Watlington, who was a catcher for the Philadelphia Athletics in 1953, is one of 67 major league players born on December 25th, which includes Hall of Famers Nellie Fox, Pud Galvin, and Rickey Henderson. At 91, he is one of the oldest living alumni of Philadelphia’s American League team.
Speaking via telephone from his home in Yanceyville, N.C. earlier this week, Watlington reflected on the auspicious start to his professional baseball career in 1941 with the Mayodan Millers of the Class D Bi-State League.
“I played with them for only about a week to ten days,” Watlington said.
Just as quickly as his professional career started, it abruptly ended when the team folded. It was the beginning of a long journey to an improbable major league career.
Watlington waited an additional six years before had the opportunity to play again professionally, a lay-off that would be unheard of in today’s era of baseball. World War II intervened, and as a member of the United States Army, he quickly found himself wearing a different set of protective gear.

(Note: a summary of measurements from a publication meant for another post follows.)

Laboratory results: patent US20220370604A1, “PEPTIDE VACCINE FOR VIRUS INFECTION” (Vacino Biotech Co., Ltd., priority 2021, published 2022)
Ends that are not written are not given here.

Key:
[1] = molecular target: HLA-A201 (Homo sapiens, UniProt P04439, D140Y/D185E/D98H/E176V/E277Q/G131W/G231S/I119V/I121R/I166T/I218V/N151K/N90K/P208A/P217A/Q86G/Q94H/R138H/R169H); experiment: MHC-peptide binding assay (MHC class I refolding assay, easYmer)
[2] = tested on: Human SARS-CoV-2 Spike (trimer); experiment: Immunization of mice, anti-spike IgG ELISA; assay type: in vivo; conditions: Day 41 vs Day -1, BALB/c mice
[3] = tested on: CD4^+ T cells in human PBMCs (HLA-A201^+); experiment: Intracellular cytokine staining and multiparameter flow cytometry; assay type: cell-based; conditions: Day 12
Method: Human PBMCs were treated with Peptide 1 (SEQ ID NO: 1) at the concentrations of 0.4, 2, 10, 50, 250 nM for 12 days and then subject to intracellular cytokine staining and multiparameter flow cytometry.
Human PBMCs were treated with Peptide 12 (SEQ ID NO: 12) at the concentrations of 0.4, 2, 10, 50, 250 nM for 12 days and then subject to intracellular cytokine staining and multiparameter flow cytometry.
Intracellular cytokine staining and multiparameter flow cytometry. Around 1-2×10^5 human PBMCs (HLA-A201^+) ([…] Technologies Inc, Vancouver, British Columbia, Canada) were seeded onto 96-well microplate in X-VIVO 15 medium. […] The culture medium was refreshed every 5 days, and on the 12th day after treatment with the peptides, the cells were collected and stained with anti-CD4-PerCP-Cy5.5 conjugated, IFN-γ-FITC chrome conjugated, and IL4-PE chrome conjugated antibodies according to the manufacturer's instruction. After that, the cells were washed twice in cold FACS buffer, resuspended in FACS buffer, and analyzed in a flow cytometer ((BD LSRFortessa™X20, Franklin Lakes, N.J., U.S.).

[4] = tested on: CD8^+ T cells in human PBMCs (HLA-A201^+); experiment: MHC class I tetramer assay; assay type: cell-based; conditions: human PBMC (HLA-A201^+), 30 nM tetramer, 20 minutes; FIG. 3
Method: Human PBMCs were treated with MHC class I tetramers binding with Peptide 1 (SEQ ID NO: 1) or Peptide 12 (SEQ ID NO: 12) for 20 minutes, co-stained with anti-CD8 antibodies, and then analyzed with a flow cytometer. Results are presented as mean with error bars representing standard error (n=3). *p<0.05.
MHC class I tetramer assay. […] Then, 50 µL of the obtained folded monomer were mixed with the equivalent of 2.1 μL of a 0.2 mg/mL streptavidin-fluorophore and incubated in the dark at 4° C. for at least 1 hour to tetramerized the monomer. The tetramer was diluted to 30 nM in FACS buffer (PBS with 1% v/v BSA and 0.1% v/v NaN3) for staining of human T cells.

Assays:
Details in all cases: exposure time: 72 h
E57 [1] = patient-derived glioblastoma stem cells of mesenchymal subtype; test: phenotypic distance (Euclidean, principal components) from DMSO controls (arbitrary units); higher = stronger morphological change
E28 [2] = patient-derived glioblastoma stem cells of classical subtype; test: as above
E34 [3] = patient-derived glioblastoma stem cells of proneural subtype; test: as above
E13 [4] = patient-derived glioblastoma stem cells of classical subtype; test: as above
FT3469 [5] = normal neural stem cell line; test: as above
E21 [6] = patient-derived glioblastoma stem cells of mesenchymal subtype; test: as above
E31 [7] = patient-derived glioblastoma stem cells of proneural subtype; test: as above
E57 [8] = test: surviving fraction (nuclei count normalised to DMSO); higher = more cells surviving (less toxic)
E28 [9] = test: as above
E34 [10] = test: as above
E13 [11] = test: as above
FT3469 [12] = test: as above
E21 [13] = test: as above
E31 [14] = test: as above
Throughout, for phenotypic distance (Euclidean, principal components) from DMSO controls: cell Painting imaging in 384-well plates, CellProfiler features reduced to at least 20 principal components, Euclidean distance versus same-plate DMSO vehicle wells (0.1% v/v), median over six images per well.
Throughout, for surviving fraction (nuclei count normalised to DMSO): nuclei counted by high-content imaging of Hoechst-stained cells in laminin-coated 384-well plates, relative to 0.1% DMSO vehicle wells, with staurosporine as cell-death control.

“I served three years in the Army,” he said. “I put in six months on the front lines in France, Belgium and Germany.”
Watlington earned a Purple Heart for his service, and like many young ballplayers coming out of the military, he returned home looking for a place to play baseball. At 23, he was now considered old for a prospect and with the staggering amount of players suddenly available, Watlington quickly discovered teams were looking for younger talent.
“It’s quite a story,” he said. “I came home and I contacted George Ferrell who was a scout for the Detroit Tigers. I played against him [when] he was managing Martinsville. I asked him about the possibility of playing and he said he would send me to Winston Salem (St. Louis Cardinals affiliate) to talk to the general manager. They said they would take me to spring training. A week before spring training, they called me up and said, ‘You’re 23 years old and we’re not going to sign anyone over 21.’”
He was deeply disappointed by the news. “It broke my heart,” he said.
Not one to be discouraged, Watlington kept on playing with the hope that he would create another opportunity for himself. It came at an unlikely time, after a single-game elimination in a state tournament.
“I was working in Yanceyville, and they had a pretty good baseball team,” he said. “We went to the state tournament in Asheboro, N.C. We played just one game and got beat 2-1. After the game, there were three scouts at my car. It was the Cardinals, Giants and the Cubs. It was a big surprise to me.”